Kagan Displays Legal Knowledge, But No Legal Views

In questioning by Senators Hatch, Kyl, Feingold, and Grassley, Elena Kagan revealed that she has a firm grasp on legal precedent, including what exactly the Court said in Citizens United (as distinct from what President Obama said about the case in his State of the Union address).  However, other than an explicit rejection of Obama’s empathy standard—she endorsed “law all the way down” rather than “heart” or “empathy” for “that last five percent”—we still don’t know what she actually thinks about any of these cases.  She wouldn’t even go so far as to criticize Citizens United—a case she herself argued from a position she admitted she thought was right at the time.  So everything the Court has ever decided is right?  That can’t possibly be right; no lawyer or scholar in the country could possibly agree with every single thing the Court has done in the last year, let alone in the history of the Republic.  Well, Solicitor General Kagan, tell us, then, which cases were decided incorrectly—whether or not they should be overruled given other considerations.

To give an example, the two gun cases Heller and McDonald:  Kagan has said that judges must respect a precedent unless it proves unworkable or new facts emerge that would change the circumstances of a case.  Is it possible for any new facts to emerge that would allow a future Court to determine that the Second and Fourteenth Amendments do not protect an individual right to keep and bear arms for self-defense?  If recognition of the right proves “unworkable,” would the proper remedy come from the Supreme Court or a constitutional amendment repealing the right?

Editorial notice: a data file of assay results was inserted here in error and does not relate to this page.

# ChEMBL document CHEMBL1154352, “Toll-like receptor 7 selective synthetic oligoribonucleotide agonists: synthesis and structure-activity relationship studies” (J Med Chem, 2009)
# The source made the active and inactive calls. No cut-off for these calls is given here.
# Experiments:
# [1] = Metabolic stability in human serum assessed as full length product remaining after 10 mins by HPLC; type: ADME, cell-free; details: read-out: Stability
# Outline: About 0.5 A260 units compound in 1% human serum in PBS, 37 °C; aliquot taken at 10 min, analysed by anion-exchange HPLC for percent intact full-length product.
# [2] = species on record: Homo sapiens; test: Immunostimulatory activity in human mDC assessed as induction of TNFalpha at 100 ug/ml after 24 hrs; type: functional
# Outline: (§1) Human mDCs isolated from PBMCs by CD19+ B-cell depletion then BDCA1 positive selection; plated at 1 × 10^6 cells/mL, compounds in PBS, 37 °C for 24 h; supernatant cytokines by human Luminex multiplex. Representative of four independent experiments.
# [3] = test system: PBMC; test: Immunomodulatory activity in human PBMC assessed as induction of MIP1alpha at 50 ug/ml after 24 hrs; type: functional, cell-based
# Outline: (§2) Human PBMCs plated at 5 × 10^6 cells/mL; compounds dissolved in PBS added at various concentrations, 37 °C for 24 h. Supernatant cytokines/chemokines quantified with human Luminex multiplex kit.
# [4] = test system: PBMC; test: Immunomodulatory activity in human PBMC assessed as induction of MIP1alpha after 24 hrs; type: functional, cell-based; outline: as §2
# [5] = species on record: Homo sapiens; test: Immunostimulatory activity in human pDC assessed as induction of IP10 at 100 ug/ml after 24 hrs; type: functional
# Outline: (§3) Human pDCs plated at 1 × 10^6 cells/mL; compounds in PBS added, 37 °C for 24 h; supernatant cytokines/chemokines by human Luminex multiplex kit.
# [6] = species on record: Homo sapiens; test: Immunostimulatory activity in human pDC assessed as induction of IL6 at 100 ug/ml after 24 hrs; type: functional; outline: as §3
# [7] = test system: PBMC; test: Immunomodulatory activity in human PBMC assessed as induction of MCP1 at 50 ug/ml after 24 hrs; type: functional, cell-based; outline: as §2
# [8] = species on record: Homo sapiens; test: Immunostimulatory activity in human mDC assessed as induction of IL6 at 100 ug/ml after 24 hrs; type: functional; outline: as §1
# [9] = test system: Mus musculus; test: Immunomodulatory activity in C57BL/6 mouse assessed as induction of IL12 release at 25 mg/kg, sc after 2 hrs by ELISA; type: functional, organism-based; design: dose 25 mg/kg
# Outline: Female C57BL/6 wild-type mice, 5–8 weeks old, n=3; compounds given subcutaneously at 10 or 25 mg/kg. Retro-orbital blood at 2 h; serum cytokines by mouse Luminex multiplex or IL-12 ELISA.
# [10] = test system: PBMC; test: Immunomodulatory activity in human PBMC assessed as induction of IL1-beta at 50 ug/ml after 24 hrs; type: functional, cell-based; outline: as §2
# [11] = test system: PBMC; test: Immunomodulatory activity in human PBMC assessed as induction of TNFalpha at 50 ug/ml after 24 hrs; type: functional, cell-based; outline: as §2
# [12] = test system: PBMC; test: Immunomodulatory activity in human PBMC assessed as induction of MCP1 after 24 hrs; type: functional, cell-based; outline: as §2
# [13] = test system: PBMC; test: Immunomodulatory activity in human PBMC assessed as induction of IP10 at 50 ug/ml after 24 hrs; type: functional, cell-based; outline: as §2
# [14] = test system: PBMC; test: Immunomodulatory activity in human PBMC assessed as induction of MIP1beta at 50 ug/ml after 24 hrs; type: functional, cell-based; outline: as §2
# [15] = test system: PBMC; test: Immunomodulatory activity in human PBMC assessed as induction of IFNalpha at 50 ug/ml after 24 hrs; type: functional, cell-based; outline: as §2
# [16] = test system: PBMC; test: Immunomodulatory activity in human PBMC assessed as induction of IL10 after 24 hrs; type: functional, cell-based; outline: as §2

More generally, I’m still waiting on Kagan to indicate that the Constitution limits government power in any way—as opposed to merely being challengeable for allegedly violating individual rights.  The Constitution provides for a government of delegated, enumerated, and therefore limited powers, after all, so where do those limits lie.  Can the federal government regulate activity that is neither commerce nor crosses state lines?  What can Congress force people to do under its power to regulate commerce?  Can Congress make any crime a federal crime?  Can the government rewrite leases, mortgages and other contracts?  What kind of protections does the Fifth Amendment’s takings clause give to private property?  To be fair, there haven’t been many of these types of questions—and I hope the senators go into these lines of questioning in the remaining time they have—but I firmly believe that a judicial nominee bears the burden of persuading all of us that she understands the Constitution and the governmental structure it creates, not just Supreme Court decisions.

CP at Townhall